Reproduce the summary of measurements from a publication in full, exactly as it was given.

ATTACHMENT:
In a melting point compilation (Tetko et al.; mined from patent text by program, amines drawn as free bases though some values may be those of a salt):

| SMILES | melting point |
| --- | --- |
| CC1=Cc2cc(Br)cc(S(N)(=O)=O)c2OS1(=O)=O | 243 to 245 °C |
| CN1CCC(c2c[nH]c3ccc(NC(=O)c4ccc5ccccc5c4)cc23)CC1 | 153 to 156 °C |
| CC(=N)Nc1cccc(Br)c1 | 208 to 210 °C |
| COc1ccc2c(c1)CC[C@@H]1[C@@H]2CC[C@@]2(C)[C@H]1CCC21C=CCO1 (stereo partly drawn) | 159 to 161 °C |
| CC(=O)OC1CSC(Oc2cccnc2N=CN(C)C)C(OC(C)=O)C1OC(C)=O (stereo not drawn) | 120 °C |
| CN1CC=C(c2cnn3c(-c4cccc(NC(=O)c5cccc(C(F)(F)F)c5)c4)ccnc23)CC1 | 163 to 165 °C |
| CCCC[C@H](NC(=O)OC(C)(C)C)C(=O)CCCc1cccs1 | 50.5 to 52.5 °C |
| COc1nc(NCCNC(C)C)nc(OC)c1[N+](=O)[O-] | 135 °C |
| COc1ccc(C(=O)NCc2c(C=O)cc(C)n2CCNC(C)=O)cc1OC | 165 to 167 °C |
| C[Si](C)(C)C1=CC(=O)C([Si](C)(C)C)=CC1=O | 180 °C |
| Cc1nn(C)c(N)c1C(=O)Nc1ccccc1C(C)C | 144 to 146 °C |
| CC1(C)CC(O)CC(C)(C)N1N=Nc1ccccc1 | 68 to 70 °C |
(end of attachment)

In a melting point compilation (Tetko et al.; mined from patent text by program, amines drawn as free bases though some values may be those of a salt):

| SMILES | melting point |
| --- | --- |
| CC1=Cc2cc(Br)cc(S(N)(=O)=O)c2OS1(=O)=O | 243 to 245 °C |
| CN1CCC(c2c[nH]c3ccc(NC(=O)c4ccc5ccccc5c4)cc23)CC1 | 153 to 156 °C |
| CC(=N)Nc1cccc(Br)c1 | 208 to 210 °C |
| COc1ccc2c(c1)CC[C@@H]1[C@@H]2CC[C@@]2(C)[C@H]1CCC21C=CCO1 (stereo partly drawn) | 159 to 161 °C |
| CC(=O)OC1CSC(Oc2cccnc2N=CN(C)C)C(OC(C)=O)C1OC(C)=O (stereo not drawn) | 120 °C |
| CN1CC=C(c2cnn3c(-c4cccc(NC(=O)c5cccc(C(F)(F)F)c5)c4)ccnc23)CC1 | 163 to 165 °C |
| CCCC[C@H](NC(=O)OC(C)(C)C)C(=O)CCCc1cccs1 | 50.5 to 52.5 °C |
| COc1nc(NCCNC(C)C)nc(OC)c1[N+](=O)[O-] | 135 °C |
| COc1ccc(C(=O)NCc2c(C=O)cc(C)n2CCNC(C)=O)cc1OC | 165 to 167 °C |
| C[Si](C)(C)C1=CC(=O)C([Si](C)(C)C)=CC1=O | 180 °C |
| Cc1nn(C)c(N)c1C(=O)Nc1ccccc1C(C)C | 144 to 146 °C |
| CC1(C)CC(O)CC(C)(C)N1N=Nc1ccccc1 | 68 to 70 °C |